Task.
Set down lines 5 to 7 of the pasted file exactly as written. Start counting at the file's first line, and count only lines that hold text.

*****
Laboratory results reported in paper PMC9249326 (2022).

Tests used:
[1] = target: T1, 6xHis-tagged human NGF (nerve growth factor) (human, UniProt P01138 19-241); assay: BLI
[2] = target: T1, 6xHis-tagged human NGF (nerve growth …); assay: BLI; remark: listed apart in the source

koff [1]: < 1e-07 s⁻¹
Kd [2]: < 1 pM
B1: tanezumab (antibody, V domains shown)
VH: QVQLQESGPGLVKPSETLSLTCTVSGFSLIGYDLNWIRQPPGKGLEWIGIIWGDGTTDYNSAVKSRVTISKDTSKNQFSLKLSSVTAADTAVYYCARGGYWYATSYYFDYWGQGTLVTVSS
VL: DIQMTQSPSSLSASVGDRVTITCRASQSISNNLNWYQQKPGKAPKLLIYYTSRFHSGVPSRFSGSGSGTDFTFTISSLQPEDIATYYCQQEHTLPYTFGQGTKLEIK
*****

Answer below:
koff [1]: < 1e-07 s⁻¹
Kd [2]: < 1 pM
B1: tanezumab (antibody, V domains shown)